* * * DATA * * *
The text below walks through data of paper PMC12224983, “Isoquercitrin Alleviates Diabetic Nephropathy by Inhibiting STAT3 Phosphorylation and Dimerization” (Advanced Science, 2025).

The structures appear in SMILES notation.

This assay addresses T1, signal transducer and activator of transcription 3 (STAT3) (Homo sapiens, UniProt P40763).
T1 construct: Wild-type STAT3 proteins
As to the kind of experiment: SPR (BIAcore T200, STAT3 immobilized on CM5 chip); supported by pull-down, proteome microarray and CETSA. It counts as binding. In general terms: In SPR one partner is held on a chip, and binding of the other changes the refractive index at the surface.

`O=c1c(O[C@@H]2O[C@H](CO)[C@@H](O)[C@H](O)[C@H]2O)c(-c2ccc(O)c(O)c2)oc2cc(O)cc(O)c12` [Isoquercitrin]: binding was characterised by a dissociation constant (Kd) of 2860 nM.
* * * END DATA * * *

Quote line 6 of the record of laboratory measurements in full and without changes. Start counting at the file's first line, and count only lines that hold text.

`O=c1c(O[C@@H]2O[C@H](CO)[C@@H](O)[C@H](O)[C@H]2O)c(-c2ccc(O)c(O)c2)oc2cc(O)cc(O)c12` [Isoquercitrin]: binding was characterised by a dissociation constant (Kd) of 2860 nM.